Scientists connected epigenetic changes with altered metabolism in blood cancer development

Jian Xu, Ph.D. with first authors Zhimin Gu, Ph.D. and Yuxuan Liu, Ph.D.

Jian Xu, Ph.D. with first authors Zhimin Gu, Ph.D. and Yuxuan Liu, Ph.D.

Researchers at the Children’s Medical Center Research Institute (CRI) at UT Southwestern discovered that epigenetic alterations, which determine when genes are turned on and off, can rewire metabolism during blood cancer development. The findings, published in Cancer Discovery, opens up several new potential therapeutic options for patients with a progressive form of blood cancer known as myeloproliferative neoplasms (MPNs).

MPNs can strike at any age and currently, there is no cure for them. Additionally, a subset of MPN patients are at risk of disease progression to acute leukemias such as acute myeloid leukemia (AML) within 10 years of diagnosis. Treatment options for post-MPN leukemia patients are limited and conventional approaches fail to offer a long-term cure.

“Currently, we do not understand how MPN progresses from a chronic disease to full-blown leukemia, which makes it hard to develop mechanism-based therapies to prevent disease progression and relapse,” said Dr. Jian Xu, senior author of the study and assistant professor in CRI and Department of Pediatrics at UTSW.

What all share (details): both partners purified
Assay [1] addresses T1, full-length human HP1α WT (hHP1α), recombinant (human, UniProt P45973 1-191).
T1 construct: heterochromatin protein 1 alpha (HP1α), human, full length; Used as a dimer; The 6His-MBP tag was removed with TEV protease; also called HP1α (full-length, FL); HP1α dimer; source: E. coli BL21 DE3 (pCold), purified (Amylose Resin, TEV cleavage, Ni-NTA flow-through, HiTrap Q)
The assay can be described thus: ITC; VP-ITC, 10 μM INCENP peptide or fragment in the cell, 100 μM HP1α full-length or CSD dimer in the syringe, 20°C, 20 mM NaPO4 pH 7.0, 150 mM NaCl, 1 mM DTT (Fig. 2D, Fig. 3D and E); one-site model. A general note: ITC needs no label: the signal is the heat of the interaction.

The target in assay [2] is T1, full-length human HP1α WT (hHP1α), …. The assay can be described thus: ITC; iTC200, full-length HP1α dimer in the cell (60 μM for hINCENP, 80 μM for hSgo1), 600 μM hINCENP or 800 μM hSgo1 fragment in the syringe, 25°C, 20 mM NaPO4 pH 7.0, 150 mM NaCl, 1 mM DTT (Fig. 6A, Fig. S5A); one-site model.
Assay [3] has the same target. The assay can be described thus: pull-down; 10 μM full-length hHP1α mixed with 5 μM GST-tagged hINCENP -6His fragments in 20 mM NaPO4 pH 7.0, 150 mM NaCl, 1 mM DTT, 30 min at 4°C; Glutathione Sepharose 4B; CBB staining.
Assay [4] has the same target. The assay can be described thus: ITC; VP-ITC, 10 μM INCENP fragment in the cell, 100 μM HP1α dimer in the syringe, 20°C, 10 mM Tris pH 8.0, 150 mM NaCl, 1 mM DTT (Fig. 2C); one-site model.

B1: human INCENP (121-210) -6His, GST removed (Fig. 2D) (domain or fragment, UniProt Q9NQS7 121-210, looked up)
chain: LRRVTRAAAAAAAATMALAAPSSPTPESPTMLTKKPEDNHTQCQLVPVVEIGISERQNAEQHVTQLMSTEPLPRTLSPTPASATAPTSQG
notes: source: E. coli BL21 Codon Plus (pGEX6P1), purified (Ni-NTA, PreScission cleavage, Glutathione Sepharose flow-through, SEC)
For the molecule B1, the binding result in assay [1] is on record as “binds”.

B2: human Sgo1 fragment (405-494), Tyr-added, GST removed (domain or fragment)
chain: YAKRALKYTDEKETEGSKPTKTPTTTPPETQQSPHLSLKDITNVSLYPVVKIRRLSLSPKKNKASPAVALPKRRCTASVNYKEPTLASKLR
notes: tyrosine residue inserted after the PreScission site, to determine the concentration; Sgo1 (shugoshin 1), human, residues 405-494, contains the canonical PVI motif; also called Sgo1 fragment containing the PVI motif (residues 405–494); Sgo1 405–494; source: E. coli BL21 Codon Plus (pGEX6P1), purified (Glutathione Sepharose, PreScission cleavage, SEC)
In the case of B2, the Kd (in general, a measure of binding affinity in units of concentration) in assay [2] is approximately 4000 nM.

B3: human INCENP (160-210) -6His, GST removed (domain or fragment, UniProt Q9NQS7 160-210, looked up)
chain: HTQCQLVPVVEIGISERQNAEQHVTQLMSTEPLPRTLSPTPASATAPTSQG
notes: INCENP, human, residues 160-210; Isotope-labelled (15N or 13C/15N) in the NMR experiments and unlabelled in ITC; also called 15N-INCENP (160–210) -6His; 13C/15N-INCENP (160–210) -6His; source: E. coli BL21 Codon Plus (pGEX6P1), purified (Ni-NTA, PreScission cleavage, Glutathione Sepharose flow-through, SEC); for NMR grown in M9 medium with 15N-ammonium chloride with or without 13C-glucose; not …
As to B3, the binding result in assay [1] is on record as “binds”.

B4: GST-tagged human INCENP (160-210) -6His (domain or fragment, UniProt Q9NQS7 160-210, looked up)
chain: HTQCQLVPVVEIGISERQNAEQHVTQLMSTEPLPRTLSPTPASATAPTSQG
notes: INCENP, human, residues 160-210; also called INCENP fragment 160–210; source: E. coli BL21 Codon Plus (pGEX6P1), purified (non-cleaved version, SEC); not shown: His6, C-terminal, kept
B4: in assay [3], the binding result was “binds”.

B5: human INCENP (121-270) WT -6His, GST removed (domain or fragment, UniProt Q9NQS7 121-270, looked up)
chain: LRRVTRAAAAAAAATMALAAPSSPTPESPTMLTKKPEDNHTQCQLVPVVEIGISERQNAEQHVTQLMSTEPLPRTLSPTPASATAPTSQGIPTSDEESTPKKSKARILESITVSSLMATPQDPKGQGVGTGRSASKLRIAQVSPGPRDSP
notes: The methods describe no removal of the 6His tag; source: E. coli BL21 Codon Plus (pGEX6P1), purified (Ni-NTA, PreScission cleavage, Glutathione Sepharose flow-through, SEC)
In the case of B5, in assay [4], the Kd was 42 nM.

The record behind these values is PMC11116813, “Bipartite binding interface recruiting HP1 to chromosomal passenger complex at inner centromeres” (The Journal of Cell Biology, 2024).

To help identify the molecular pathways that may drive disease progression, the Xu lab developed a new genetic mouse model that mimics progressive myelofibrosis and leukemic transformation often seen in human MPNs. Using this new model, scientists were able to link EZH2, one of the most frequently mutated epigenetic factors in MPN patients, to branched-chain amino acid (BCAA) metabolism. Further analysis found the enzyme BCAT1, which is normally suppressed by EZH2 during blood development but is activated in leukemia cells, promoted BCAA production and led to leukemic progression and transformation.

Researchers found inhibiting BCAT1 impairs the growth and development of leukemia cells. These findings suggest BCAT1 or BCAAs could be explored as targeted therapies for patients with leukemia associated with EZH2 mutations or other epigenetic changes.

Learn more about the study with in the in-depth review of the paper by the Leukemia and Lymphoma Society.

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